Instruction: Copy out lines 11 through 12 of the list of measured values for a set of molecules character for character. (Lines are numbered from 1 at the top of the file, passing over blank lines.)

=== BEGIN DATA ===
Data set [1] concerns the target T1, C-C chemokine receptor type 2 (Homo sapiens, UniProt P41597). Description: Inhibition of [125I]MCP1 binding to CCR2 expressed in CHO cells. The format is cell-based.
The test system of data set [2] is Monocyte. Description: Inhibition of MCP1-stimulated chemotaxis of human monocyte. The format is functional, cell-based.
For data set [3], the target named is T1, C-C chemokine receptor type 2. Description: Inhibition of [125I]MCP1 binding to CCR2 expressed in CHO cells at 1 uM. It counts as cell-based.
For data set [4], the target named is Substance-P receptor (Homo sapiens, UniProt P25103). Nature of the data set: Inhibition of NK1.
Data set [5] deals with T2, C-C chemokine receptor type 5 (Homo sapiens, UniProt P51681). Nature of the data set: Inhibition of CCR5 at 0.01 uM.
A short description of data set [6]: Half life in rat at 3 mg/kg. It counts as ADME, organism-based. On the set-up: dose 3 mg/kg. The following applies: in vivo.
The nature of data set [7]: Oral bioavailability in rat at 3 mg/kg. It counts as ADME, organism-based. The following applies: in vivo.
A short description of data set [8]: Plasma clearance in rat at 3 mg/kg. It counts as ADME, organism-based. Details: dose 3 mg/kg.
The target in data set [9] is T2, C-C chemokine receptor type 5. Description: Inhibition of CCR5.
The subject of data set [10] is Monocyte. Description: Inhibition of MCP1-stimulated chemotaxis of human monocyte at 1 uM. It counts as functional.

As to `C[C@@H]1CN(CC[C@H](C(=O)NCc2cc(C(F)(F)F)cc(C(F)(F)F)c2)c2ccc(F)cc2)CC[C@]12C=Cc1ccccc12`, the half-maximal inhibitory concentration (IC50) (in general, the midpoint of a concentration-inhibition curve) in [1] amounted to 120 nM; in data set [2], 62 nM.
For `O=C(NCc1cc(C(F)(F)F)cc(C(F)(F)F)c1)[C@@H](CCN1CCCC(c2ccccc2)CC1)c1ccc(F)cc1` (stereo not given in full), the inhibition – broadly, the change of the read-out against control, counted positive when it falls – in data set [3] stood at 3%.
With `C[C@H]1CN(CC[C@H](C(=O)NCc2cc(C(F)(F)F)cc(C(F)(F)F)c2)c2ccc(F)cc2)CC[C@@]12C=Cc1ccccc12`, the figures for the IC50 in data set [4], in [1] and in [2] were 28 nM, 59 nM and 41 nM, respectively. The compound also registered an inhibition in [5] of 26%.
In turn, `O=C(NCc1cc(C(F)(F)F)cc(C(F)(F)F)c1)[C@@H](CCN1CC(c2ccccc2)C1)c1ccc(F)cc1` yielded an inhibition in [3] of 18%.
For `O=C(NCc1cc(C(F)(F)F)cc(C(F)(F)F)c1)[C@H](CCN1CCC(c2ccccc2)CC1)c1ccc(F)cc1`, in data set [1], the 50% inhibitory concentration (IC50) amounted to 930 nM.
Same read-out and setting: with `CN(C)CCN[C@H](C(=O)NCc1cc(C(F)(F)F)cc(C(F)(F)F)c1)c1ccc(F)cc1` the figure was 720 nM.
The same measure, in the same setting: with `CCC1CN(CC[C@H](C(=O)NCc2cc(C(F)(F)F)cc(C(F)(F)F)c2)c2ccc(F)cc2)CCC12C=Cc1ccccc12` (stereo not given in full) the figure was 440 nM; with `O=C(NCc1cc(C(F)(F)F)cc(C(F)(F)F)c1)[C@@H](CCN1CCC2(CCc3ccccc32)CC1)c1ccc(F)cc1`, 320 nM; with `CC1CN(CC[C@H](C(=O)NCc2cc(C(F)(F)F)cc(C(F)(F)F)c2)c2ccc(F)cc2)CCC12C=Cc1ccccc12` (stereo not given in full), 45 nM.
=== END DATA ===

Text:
As to `C[C@@H]1CN(CC[C@H](C(=O)NCc2cc(C(F)(F)F)cc(C(F)(F)F)c2)c2ccc(F)cc2)CC[C@]12C=Cc1ccccc12`, the half-maximal inhibitory concentration (IC50) (in general, the midpoint of a concentration-inhibition curve) in [1] amounted to 120 nM; in data set [2], 62 nM.
For `O=C(NCc1cc(C(F)(F)F)cc(C(F)(F)F)c1)[C@@H](CCN1CCCC(c2ccccc2)CC1)c1ccc(F)cc1` (stereo not given in full), the inhibition – broadly, the change of the read-out against control, counted positive when it falls – in data set [3] stood at 3%.